Jonathan Bollen (UNSW) and Joanne Tompkins (ARC, UQ)
Our research explores theatres that no longer exist to recover what we can about the social relations of production in performance from the past. We argue that venue architecture is the determining factor in the creation of performance genres: it controls the physical relationship between the audience and the performers; the lighting and acoustics that determine what is seen and heard; and the stage machinery that supports illusion. But once a theatre is no longer in use, so much of the cultural memory about it and its functions is lost; this project attempts to recover not only the theatre itself but the cultural memory of which it was a part. Our virtual reality reconstructions—built from documentation such as archaeology, photographic records, sketches, descriptions, and/or other resources that provide strong indications of structure, appearance, and spatial dynamics—create new knowledge about past events and social relationships.
This presentation focuses on two aspects of our project. The first explores one case study, the Queen’s Theatre in Adelaide, Australia, built in 1840, just a few years into the establishment of the city. This grand Georgian theatre is today a heritage-listed shell building, with three original walls still in place, and almost none of its theatre apparatus. We contextualise this venue historically and demonstrate the benefits of its visualisation. The second describes an embodied method of research conducted 'inside' our theatre reconstructions. The VR equipment is set up in a studio to maximise the extent of the virtual venue available for physical exploration in actual space. The method explores the architectural construction of performer-spectator relations as the performer, moving within the stage-space, recalls the trace-forms of performance imagery.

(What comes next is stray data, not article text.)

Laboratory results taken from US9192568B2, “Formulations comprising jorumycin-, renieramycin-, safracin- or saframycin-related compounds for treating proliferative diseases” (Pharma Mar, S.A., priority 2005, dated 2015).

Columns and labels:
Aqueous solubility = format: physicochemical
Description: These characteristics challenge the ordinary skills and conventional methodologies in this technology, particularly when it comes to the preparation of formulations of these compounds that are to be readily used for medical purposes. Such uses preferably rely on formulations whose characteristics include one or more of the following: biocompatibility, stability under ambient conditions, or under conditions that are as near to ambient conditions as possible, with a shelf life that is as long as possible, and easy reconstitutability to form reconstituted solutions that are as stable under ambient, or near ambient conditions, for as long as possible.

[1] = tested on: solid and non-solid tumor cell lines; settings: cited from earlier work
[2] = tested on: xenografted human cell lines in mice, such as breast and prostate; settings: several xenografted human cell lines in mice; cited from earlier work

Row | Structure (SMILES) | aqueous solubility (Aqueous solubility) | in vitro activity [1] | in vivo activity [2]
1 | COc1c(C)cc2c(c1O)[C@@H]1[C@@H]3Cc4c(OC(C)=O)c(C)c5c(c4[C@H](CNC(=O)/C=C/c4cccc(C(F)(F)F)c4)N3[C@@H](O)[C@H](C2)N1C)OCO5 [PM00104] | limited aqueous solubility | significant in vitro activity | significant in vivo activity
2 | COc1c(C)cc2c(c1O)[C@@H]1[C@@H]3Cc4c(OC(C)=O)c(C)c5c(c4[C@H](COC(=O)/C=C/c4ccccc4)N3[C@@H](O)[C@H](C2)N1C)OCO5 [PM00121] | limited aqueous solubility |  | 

This seminar will be held in Webster 332 studio with the theatre models set up in the VR system for attendees to try out after the presentation.
Dr Jonathan Bollen, School of the Arts and Media, UNSW Sydney, teaches theatre history, Australian drama and popular entertainment. His research includes the repertoire of Australian plays in production and the history of touring in the Asia-Pacific region. He is the co-author of Men at Play: Masculinities in Australian Theatre since the 1950s (2008). He also has experience in the digital humanities.
Professor Joanne Tompkins, Executive Director, Humanities and Creative Arts, Australian Research Council, is author of Theatre’s Heterotopias: Space and the Analysis of Performance (2014), and Unsettling Space: Contestations in Contemporary Australian Theatre (2006). She was previously Associate Dean (Research) in the Faculty of Humanities and Social Sciences at the University of Queensland (UQ) and Head of the School of English, Media Studies and Art History at UQ.
Our collaborators on the project are Emeritus Professor Julie Holledge, College of Humanities, Arts and Social Sciences, Flinders University, and Associate Professor Liyang Xia, Acting Director, Centre for Ibsen Studies, University of Oslo.
No need to book, all welcome!